When a hospital is so short-staffed that it cannot keep a children's ward open during the peak holiday season without putting patients at risk, there must be concern about overall levels of staffing.
The children's ward at St John's Hospital in Livingston will close for three weeks next month because the number of paediatricians has been cut. The decision also reveals that the hospital is dependent on locums for the children's ward and they cannot provide enough cover during the holiday season for the 20-30 patients a week normally treated.
The problem stems from a reduction in the number of training posts for junior doctors.
In April, NHS Education for Scotland, the body responsible for doctors' training, removed all four trainee paediatricians from St John's to fill gaps elsewhere in South-east Scotland, leaving six consultants to run the ward which requires one consultant and one junior to be resident in the hospital every night. This means that the potential problem must have been known in April, raising the question of why the hospital and Lothian Health Board could not implement a means of ensuring sufficient staff were available.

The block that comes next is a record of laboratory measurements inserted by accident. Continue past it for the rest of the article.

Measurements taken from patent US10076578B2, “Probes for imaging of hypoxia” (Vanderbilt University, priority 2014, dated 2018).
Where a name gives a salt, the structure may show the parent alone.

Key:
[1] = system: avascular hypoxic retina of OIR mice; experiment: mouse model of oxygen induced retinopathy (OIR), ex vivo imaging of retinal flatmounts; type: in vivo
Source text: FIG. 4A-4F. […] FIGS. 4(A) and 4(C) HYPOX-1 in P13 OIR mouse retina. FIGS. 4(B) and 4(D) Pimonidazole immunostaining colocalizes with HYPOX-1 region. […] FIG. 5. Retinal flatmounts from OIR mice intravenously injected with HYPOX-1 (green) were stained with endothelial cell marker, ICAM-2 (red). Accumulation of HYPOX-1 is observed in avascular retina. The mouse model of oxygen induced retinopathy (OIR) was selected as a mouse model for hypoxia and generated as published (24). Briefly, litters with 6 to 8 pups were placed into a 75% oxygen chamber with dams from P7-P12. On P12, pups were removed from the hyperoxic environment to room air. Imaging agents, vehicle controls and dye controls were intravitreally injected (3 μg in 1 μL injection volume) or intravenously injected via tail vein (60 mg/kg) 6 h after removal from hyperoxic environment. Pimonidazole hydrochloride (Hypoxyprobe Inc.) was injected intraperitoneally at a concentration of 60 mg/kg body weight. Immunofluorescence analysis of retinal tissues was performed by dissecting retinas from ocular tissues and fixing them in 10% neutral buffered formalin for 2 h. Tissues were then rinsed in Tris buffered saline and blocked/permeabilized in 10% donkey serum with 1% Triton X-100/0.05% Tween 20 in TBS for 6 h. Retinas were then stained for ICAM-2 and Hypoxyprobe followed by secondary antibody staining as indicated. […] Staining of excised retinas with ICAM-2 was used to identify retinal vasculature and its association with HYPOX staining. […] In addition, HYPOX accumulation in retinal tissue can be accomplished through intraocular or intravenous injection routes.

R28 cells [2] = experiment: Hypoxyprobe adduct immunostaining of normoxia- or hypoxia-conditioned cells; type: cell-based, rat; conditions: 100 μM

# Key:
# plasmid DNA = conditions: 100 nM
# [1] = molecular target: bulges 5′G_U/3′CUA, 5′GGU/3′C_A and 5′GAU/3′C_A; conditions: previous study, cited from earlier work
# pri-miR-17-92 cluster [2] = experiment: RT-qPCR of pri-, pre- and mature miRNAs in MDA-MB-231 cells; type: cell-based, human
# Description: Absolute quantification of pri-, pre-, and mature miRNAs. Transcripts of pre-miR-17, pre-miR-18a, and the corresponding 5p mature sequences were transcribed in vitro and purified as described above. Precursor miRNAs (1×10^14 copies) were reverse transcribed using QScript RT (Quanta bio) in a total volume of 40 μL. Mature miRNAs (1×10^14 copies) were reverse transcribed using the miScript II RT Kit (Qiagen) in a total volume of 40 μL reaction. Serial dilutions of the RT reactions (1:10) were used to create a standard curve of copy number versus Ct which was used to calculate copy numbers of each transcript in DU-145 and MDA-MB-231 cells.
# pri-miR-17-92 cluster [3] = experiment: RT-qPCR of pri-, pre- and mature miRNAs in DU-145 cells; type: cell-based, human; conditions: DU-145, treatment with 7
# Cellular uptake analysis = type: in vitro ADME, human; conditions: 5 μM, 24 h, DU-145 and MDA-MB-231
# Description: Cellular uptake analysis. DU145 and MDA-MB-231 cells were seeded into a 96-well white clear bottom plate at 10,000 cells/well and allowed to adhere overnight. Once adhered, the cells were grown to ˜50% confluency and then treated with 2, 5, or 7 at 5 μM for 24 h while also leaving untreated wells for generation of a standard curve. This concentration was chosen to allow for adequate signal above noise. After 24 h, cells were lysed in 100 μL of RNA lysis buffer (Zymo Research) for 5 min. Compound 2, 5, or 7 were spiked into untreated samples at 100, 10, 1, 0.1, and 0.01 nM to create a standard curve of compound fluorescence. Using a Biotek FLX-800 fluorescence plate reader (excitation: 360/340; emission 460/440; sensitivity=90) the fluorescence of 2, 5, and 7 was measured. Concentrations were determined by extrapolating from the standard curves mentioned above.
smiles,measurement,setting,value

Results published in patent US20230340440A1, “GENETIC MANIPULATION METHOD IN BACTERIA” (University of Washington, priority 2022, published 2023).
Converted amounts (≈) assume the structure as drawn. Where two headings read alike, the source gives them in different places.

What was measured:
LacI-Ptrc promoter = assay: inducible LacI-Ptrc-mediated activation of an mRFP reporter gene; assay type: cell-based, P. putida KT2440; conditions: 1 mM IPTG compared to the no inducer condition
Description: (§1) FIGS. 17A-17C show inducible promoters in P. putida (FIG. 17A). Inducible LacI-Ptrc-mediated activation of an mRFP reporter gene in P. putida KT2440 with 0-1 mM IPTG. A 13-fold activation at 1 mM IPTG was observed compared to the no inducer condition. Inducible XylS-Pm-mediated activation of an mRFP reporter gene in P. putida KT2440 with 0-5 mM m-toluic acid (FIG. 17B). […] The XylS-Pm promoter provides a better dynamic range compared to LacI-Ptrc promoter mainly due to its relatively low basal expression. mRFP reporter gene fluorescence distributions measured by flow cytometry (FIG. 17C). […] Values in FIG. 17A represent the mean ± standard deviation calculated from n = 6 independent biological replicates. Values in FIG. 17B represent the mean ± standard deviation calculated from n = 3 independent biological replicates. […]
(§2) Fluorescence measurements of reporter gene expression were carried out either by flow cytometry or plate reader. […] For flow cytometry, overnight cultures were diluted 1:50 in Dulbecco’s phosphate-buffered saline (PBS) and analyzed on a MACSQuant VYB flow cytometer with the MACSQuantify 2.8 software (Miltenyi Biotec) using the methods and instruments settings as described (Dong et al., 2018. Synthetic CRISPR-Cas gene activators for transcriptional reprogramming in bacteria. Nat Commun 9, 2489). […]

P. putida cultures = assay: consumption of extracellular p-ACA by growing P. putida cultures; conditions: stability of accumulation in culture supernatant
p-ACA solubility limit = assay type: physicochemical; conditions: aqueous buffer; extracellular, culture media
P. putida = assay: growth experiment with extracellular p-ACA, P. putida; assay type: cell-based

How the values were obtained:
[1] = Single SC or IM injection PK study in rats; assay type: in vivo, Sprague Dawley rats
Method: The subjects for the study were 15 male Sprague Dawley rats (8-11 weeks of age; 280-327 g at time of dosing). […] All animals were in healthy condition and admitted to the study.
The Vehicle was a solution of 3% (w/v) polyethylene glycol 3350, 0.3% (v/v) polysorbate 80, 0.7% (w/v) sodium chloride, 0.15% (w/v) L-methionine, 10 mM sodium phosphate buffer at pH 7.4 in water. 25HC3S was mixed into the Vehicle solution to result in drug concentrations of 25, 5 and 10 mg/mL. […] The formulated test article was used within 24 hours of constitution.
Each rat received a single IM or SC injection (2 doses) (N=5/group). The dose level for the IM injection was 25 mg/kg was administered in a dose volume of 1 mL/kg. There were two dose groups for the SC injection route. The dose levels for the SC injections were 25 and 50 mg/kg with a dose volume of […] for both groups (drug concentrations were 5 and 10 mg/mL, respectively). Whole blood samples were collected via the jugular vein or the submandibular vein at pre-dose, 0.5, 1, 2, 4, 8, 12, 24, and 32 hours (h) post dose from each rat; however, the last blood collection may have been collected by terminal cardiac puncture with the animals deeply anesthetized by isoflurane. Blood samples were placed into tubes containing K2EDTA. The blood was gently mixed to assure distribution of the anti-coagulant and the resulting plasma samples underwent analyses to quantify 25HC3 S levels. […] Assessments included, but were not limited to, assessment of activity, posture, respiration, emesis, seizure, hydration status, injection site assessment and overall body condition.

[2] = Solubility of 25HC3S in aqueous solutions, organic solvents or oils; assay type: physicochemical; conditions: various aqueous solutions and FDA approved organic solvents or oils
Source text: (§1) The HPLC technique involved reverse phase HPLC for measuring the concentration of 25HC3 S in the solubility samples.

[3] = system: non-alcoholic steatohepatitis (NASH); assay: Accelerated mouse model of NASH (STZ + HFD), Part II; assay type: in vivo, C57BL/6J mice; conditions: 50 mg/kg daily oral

There have been considerable job reductions in the NHS in Scotland and the pressure would seem to be made worse by a reduction in training places for junior doctors. However the situation at St John's follows the failure by Lothian Health Board to meet the Scottish Government's 18-week target for treatment last year. That raised questions about management of staff and resources at the health board when it was discovered patients were being suspended from waiting lists if they refused to travel to England for treatment.
Given the scale of staff cuts among both nurses and administrative staff across the NHS in Scotland and against a background of rising demand and a standstill budget, something has to give and a vital service has been compromised. It is the responsibility of health boards to ensure that essential cover is maintained.
Temporary closure of the children's ward may be the right decision to ensure safety, which must be the first priority, but it will make life more difficult for families with sick children, including babies who need special care, who must travel to Edinburgh. Training posts will be re-established in August but proper workforce planning is urgently required to restore public confidence.
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